DB2 UDB for iSeries cursor sensitivity enhancements

Kent Milligan explains what cursor sensitivity is and how it's programmatically controlled on DB2 UDB for iSeries. In addition, the article covers the performance impacts of using the different cursor sensitivity settings.

Kent Milligan (kmill@us.ibm.com), DB2 UDB Technology Specialist, IBM

Kent Milligan is a DB2 UDB for iSeries Technology Specialist in IBM eServer Solutions Enablement. Kent spent the first eight years of his IBM career as a member of the DB2 development group in Rochester. He speaks and writes regularly on various iSeries and AS/400e relational database topics.



11 March 2004

Sensitivity defined

SQL cursors have several different attributes available to control different aspects of a cursor’s behavior as the result set is constructed and returned to the application. Scrolling and sensitivity are examples of two such cursor attributes that can be controlled by the application developer.

Cursor sensitivity refers to a cursor setting that defines whether or not the result set returned by a cursor will include recent changes to the underlying table. For example, a sensitive cursor declared as “SELECT * FROM orders” would return all the current orders as well as any new orders inserted into the database after the cursor was opened. For example, if there were there six orders when a sensitive cursor was opened and two new orders inserted after the cursor was opened by another application, then a sensitive cursor will try to include all eight orders in its result set (see Table 1). The result set contents returned by an insensitive cursor in the same application scenario are displayed in Table 2..

Table 1. Sensitive cursor result set
IDNumberItem
A1225Hammer
A123500Screw - 1/4
A12510Saw
A126100Carriage Bolt
A1276Hammer
A13022Electric Drill
A1311Table Saw
A132200Clamp
Table 2. Insensitive cursor result set
IDNumberItem
A1225Hammer
A123500Screw - 1/4
A12510Saw
A126100Carriage Bolt
A1276Hammer
A13022Electric Drill

The cursor sensitivity setting obviously needs to have an impact on the access plan created by the query optimizer. The access plan for a sensitive cursor cannot include algorithms or data access techniques that make a copy of the table data. For instance, hash tables are often used in the implementation of join and grouping queries, but since they contain a copy of the table data, they cannot be used in the implementation of sensitive queries.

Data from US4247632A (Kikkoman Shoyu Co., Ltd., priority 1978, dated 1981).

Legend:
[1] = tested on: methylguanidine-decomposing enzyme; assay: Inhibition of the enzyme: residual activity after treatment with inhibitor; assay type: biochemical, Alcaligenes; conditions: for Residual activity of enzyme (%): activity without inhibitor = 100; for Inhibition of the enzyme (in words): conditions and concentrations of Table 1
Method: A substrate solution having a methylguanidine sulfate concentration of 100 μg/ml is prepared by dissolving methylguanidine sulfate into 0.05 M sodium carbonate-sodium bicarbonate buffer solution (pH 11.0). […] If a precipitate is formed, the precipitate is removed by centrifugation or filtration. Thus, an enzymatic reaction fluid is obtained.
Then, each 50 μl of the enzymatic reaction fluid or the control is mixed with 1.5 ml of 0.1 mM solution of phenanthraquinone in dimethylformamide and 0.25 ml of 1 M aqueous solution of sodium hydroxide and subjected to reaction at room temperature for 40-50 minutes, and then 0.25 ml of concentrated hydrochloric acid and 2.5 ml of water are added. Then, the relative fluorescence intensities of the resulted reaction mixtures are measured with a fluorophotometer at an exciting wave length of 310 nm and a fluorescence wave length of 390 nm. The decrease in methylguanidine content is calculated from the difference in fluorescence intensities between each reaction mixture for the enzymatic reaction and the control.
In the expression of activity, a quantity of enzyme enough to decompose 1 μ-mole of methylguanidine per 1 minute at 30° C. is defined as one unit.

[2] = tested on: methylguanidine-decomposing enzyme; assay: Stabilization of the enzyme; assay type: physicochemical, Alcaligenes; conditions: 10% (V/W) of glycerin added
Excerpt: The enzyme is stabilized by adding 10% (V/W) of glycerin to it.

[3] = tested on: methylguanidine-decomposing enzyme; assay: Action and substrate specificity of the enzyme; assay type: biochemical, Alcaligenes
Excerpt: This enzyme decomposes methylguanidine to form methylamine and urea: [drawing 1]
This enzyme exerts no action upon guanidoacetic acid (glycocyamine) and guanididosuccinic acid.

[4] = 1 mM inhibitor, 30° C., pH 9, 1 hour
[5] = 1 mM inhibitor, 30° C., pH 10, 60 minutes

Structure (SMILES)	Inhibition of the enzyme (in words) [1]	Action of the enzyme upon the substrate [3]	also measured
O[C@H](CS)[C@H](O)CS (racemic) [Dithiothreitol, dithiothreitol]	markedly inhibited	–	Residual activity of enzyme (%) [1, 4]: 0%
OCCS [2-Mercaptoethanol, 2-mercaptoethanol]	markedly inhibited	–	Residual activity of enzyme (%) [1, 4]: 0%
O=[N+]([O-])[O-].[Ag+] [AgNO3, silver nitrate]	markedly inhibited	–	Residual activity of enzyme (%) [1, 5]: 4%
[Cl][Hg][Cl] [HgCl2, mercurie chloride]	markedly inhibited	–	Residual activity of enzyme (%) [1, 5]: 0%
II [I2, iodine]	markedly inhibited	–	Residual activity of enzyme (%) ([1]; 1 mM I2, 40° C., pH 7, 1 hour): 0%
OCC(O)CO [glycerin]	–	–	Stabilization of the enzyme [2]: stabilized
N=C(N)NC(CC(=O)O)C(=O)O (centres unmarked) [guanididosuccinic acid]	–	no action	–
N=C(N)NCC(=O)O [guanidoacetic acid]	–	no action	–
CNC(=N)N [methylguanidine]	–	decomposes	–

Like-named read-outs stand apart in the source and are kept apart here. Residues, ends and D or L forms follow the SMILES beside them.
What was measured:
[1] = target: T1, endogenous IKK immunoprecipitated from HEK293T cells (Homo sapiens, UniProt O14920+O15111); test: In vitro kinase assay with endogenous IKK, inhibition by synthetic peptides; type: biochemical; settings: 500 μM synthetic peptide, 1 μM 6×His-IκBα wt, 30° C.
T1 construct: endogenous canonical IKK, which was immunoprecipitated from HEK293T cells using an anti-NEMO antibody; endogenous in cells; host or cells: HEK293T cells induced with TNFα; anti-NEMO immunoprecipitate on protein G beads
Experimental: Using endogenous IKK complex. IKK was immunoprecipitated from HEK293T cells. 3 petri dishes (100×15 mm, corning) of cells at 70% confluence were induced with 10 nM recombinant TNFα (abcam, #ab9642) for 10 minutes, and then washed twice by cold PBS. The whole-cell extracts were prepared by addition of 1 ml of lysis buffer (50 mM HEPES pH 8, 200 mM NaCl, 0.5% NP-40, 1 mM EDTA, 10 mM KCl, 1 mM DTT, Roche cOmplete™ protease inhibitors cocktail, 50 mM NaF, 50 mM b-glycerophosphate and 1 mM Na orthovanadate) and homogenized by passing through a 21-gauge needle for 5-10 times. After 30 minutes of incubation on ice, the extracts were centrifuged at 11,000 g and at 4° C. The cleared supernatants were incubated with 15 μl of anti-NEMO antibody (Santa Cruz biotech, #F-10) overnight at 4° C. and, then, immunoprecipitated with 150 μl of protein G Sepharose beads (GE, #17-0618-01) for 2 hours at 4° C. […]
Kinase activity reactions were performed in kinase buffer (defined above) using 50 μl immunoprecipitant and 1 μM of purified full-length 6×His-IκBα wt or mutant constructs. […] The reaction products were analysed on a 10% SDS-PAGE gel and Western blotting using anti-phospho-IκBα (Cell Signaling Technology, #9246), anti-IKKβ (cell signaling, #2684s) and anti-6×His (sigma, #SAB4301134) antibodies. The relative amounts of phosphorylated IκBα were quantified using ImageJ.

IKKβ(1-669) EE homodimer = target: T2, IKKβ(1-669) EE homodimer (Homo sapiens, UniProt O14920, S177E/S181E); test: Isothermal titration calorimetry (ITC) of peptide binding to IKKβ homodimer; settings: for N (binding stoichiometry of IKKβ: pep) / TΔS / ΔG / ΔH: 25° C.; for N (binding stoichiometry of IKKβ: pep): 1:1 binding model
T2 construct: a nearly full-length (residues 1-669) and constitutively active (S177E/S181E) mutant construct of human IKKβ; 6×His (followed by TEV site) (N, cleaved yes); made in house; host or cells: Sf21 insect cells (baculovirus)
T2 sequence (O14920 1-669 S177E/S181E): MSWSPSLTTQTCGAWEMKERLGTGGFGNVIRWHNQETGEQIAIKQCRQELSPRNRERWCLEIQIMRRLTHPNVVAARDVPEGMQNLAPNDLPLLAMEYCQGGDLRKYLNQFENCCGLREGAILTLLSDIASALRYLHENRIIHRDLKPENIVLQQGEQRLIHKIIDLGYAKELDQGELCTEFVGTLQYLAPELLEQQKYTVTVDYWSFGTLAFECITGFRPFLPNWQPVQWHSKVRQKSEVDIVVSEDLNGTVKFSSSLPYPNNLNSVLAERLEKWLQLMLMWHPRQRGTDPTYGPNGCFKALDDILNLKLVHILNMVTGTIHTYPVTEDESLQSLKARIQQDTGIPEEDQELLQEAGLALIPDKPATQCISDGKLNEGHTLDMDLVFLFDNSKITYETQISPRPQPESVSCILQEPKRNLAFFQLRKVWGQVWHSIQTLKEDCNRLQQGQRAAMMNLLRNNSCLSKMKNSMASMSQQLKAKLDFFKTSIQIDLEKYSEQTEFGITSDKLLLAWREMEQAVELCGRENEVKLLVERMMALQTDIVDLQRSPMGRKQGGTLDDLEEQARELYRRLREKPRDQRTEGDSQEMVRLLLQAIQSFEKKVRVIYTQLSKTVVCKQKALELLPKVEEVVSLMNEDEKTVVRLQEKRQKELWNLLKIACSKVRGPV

This direct correlation between cursor sensitivity and the query optimizer is why the IBM® Universal Database (UDB)™ for iSeries™ cursor sensitivity support was recently enhanced in V5R2. V5R2 included query optimization enhancements that resulted in the optimizer using more algorithms that make a copy of table data – the end result was fewer cursors returning sensitive result sets than in previous releases. To solve this problem, DB2 UDB for iSeries programming interfaces were enhanced to give application developers greater control of the cursor sensitivity setting.

Sensitivity settings

With the latest set of enhancements, iSeries application developers, whether they’re using JDBC™, ODBC, or OLE DB, can now specify any of the three cursor sensitivity settings defined below. These sensitivity enhancements can be obtained by just applying the latest V5R2 fixes (available online at ibm.com/iseries/support) for each middleware offering.

ASENSITIVE
This is the default setting on all cursor definitions. The database manager can implement the cursor as either SENSITIVE or INSENSITIVE depending on optimization of the SQL request. Updateable cursors do not default to ASENSITIVE, instead they are always implemented as SENSITIVE cursors.

SENSITIVE
The cursor has some level of sensitivity to any inserts, updates, or deletes made to the associated tables after the cursor has been opened. If the database manager cannot make changes visible to the cursor, then an error is returned on the open request.

INSENSITIVE